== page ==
What is Human Resource Management?
Human Resource Management can best be described as the area of an organization that is responsible for recruiting, training, motivating, and retaining employees. Although these are the main functions of Human Resources, other functions fall under the umbrella of Human Resource. Over the years Human Resources has evolved and includes many more functions such as compensation, benefits, performance management, and evaluation. No longer are Human Resources just for hiring, training, promotion, or terminating. There are several new privacy laws such as HIPPA, which Human Resources Managers must ensure the company is in compliance with. Another common misconception of HRM is the function is there for hiring, issuing out punishment for violations of company policy, and terminating employment. While these functions are part of the responsibilities of Human Resources, there is a broader scope within an organization.
Primary Function of Human Resource Management
Simply stated the primary function of HRM is to manage the organization’s employees. Employees are the most valuable asset in an organization. Machines, technology, and the best products and services would not exist without the human assets. “People—not buildings, equipment, or brand names—make a company” (DeCenzo & Robbins, 2007. p. 32). Expanding on the primary function of HRM involves four separate but equally important functions; staffing, training and development, motivation, and maintenance.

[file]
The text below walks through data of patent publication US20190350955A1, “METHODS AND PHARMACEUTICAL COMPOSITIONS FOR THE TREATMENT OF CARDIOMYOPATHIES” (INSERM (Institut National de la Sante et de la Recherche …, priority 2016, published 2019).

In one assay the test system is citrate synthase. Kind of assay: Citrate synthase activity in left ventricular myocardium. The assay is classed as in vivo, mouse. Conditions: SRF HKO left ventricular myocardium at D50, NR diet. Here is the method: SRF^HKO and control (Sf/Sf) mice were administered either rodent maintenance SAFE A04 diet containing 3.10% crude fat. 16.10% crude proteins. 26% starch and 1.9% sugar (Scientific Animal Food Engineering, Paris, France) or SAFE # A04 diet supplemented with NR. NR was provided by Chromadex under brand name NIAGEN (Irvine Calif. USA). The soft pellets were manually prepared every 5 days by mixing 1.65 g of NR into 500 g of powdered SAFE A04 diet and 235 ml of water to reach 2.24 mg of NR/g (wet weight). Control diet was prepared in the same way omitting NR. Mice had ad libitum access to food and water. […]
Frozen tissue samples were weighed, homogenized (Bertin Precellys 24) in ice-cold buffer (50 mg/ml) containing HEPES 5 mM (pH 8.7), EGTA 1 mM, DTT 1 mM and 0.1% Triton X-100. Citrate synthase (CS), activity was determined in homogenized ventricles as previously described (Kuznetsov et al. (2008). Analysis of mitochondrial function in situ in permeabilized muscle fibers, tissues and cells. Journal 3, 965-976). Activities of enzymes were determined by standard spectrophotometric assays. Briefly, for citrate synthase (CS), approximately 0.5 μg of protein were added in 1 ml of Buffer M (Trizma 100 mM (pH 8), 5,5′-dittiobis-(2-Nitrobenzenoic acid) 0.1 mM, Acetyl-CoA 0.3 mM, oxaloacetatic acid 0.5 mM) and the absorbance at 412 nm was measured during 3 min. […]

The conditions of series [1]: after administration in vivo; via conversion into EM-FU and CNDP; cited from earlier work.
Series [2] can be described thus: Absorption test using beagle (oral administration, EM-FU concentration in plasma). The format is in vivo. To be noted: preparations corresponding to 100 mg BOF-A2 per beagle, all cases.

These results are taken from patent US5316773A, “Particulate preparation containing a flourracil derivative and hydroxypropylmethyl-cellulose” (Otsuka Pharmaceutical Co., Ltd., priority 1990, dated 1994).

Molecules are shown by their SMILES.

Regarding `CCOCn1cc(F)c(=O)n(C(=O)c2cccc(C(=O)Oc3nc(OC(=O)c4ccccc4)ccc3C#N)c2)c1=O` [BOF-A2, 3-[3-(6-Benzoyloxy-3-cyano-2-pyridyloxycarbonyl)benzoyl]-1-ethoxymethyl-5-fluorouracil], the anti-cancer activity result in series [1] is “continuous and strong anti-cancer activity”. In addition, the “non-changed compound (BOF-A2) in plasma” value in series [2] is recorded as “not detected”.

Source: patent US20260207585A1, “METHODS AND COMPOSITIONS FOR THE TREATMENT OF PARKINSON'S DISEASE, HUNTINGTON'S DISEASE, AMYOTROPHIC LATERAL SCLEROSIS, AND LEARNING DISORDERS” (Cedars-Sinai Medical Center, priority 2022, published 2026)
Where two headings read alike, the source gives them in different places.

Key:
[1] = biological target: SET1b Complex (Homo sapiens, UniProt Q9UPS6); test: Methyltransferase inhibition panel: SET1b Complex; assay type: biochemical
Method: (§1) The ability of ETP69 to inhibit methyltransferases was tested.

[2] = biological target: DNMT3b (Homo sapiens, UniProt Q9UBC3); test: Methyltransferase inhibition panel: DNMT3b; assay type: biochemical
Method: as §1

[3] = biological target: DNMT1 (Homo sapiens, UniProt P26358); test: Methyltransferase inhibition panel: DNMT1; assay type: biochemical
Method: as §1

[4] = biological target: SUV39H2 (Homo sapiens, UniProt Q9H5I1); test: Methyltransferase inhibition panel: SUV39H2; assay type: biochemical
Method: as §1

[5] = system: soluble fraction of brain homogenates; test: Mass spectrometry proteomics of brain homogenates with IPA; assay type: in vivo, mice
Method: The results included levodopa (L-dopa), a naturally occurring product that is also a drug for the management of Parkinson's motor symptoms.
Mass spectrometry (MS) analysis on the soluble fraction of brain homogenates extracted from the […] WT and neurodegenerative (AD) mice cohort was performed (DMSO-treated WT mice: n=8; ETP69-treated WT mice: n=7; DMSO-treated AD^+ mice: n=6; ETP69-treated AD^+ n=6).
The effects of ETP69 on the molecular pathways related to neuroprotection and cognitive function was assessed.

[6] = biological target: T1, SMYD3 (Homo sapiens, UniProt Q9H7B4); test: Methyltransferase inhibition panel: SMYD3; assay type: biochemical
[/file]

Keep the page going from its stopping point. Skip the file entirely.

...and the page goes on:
The staffing function is more involved than just recruiting. Human resources must first engage in planning and analysis of the position and the skills, knowledge and abilities required for the position. HR cannot successfully recruit qualified applicants “without knowledge of the critical skills required, nor can one appropriately set performance standards and pay rates or invoke disciplinary procedures fairly without this understanding” (DeCenzo & Robbins, 2007. p. 38). The two goals of HRM in recruiting are to provide accurate information and requirements to avoid unqualified applicants and to collect an adequate number of candidates to provide line managers with more options for the position.
Once a new employee is hired, regardless of previous experience and qualifications, there will be an adjustment period to acquaint the employee with the company’s policies, rules, regulations, organizational culture, and goals. During this time, the training and development function of HRM comes into play. Through the adjustment period, the focus of HRM is on training new employee in the procedures and expectations of the organization in the least amount of time so the new employee will become productive. “At the conclusion of the training and development function, HRM attempts to reach the goal of having competent, adapted employees who possess the up-to-date skills, knowledge, and abilities needed to perform their current jobs more successfully” (DeCenzo & Robbins, 2007....